A long, long time ago, in a California mansion far away — George Lucas ran out of ideas. So, for the new cartoon feature Star Wars: The Clone Wars, which is set between episodes II and III, he has outsourced story, script, and direction duties to younglings who take the saga down to the level of an 8-year-old playing with his action figures with many happy shouts of “Shoop! Ptaw! Fwooooooom!”
The look is, bizarrely enough, modeled after that of the 1960s cult TV show The Thunderbirds. That’s right. Lucas decided it would be cool if his characters looked like they were carved out of blocks of wood and moved jerkily, like marionettes. Considering the state of computer animation, that is a little like deciding to model your jumbo jet after an Edsel.
Anakin Skywalker and Ben Kenobi are still the best of buddies, fighting the growing separatist movement that will become the evil Empire. There are clones on one side and droids on the other side, but what’s the difference? Both consist of anonymous armies of automata that appear to have been programmed with only two functions: behave stupidly and be destroyed easily. There’s much light saber battling and laser-gun firing as Anakin learns that he’s been saddled with a pupil, or Padawan. She’s a wisecracking orange-hued girl in a tube top, miniskirt, and knee-high boots who calls him “Sky Guy,” and Anakin’s response to her suggests Mr. Roper with a light saber.
For political reasons, the good guys need the support of Jabba the Hutt, who holds the power to deny the Jedi the rights to pass through his corner of the universe — sort of like an intergalactic France. Like those Saddam-suppliers in Paris, Jabba’s got some shady connections: It turns out he has a purply uncle who lives in an Art Deco sin city. The uncle, dubbed Ziro the Hutt, has an effete manner, a general air of decadence, and a Truman Capote accent, so I kept thinking of him as Nambla the Hutt.
The two Hutts are both interested in Jabba the H’s kidnapped son, a puppy-sized squirt referred to as a Huttlet (Huttlett?). In order to get more suction with Jabba, the Jedi need to capture the fussy infant boy, whom they call Stinky and Jabba calls his “little punky muffin.”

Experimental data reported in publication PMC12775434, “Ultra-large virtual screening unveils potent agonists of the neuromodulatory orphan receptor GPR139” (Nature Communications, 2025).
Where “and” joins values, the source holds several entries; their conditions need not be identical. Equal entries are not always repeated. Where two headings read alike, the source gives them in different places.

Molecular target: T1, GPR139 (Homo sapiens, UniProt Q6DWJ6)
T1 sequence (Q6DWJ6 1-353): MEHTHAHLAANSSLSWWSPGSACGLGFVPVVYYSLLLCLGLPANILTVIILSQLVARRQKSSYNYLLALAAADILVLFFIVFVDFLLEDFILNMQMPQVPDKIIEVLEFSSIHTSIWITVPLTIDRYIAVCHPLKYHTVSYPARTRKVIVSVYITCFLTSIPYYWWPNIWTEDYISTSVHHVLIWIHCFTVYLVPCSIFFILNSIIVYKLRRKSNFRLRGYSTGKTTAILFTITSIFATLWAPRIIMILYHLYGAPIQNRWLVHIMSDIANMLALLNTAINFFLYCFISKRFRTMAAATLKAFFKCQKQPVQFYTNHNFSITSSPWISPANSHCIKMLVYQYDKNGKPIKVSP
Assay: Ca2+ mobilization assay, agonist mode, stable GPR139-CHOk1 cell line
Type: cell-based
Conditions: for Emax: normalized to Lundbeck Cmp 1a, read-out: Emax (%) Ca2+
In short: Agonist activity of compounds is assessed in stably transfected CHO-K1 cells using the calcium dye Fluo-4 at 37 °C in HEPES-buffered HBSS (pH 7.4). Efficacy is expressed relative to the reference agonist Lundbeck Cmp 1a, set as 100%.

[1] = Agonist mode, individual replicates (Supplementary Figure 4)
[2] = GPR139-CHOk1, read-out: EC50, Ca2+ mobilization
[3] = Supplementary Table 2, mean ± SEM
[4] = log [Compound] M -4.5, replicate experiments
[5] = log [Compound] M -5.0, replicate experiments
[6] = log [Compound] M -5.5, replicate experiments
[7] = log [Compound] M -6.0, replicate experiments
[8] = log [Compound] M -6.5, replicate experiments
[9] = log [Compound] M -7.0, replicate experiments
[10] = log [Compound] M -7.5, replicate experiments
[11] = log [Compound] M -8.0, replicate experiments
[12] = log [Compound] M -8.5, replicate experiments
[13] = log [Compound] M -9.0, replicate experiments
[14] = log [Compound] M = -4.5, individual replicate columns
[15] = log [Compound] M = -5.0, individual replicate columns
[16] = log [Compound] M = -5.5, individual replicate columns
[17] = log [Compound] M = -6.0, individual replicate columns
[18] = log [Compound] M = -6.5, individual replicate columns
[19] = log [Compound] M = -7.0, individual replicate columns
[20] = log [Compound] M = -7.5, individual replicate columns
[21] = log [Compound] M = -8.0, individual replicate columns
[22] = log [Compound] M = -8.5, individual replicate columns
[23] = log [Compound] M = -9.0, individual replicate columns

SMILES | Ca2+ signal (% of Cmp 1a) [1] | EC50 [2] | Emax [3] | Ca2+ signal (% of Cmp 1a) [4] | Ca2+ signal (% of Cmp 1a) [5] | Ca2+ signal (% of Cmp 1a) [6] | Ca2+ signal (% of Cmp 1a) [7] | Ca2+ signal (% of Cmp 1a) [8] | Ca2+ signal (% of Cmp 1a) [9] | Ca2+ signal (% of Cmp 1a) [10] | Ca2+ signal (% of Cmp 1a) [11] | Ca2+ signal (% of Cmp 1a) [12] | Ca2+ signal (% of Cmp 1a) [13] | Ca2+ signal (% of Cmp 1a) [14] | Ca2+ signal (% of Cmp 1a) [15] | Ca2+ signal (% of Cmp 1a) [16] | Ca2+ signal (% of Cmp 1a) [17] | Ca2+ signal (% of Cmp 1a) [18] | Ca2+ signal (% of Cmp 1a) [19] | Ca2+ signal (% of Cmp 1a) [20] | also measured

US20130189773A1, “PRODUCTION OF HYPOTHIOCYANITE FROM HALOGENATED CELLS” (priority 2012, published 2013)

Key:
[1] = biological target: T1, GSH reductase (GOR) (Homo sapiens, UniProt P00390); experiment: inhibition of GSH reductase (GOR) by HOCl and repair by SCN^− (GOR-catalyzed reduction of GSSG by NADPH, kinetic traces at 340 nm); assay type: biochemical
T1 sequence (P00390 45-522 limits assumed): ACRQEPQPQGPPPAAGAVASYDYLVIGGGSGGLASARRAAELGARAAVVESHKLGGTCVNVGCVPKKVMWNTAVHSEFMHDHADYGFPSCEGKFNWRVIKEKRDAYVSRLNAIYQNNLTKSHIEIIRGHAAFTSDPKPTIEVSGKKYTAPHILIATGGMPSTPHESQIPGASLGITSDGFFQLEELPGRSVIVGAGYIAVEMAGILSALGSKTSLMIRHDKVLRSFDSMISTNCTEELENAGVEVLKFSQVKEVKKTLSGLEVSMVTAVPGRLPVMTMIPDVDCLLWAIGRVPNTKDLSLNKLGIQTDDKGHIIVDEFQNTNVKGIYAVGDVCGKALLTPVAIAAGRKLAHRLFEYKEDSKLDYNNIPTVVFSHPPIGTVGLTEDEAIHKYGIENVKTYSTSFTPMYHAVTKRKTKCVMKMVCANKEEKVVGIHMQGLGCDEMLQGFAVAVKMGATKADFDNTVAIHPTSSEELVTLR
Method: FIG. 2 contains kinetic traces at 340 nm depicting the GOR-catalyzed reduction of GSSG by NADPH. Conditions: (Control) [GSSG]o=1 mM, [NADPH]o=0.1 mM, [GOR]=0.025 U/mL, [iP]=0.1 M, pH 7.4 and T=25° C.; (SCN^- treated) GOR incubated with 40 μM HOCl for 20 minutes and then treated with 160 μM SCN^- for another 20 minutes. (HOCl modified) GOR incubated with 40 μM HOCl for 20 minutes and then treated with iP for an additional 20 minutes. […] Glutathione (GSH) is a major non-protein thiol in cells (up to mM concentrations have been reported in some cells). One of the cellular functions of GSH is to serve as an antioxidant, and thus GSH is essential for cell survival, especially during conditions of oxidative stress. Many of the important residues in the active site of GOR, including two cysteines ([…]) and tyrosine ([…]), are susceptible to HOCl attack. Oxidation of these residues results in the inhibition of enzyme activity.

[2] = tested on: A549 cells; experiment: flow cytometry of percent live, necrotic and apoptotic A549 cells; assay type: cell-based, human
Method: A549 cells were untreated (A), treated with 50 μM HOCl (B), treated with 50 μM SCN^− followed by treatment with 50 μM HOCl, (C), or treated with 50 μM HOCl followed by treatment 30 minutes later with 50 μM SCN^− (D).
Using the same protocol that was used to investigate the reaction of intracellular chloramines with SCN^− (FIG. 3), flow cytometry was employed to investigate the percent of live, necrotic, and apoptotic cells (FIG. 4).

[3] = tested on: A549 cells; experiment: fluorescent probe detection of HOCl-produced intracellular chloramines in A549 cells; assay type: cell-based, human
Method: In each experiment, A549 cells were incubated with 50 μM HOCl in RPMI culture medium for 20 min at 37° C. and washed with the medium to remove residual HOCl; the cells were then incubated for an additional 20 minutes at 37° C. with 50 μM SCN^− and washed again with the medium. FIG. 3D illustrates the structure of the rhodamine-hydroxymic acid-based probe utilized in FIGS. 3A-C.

In keeping with the general intent to show females as warriors instead of models for unfortunate haircuts, the villain is a dark lady from the Dark Side, Ventress. She is a shaven-headed piece of work in a backless top and lipstick she uses to give herself an unappealing Fu Manchu. She is able to wield light sabers in both hands as she and Anakin try to strike each other down. But after seven movies light saber battles are starting to look an awful lot like ordinary sword fights, and Clone Wars hasn’t come up with any new ways to stage them.
Everyone flits around trying to sound rakish (“That shield is certainly putting a crimp in my day!”) and issuing the Star Wars technobabble (the mission to rescue the Huttlet must be completed in “one planetary revolution” — isn’t that the same as “a day?”) that exhausted my interest somewhere around the third month of puberty.
It may be time for the Empire to think about bringing in some efficiency consultants. One can forgive them for building one Death Star that could be destroyed with a single shot, but then they built the same flaw into the next one. This time the evil army gets its impenetrable defense shield zapped because they don’t notice Anakin and his Padawan are hiding under a box the droid soldiers literally have to step over and around.
Sussing out who is behind all the skullduggery, Anakin says, “This smells like Count Dooku to me,” but to these two nostrils it’s the whole series that’s starting to smell like a big pile of Dooku. With each succeeding movie, the franchise’s value gets more diluted. What’s Lucas’s next big idea for brand extension: Freddy Vs. Jason Vs. Darth?
STAR WARS: THE CLONE WARS
Directed by David Filoni
2 stars out of 4
99 minutes/Rated PG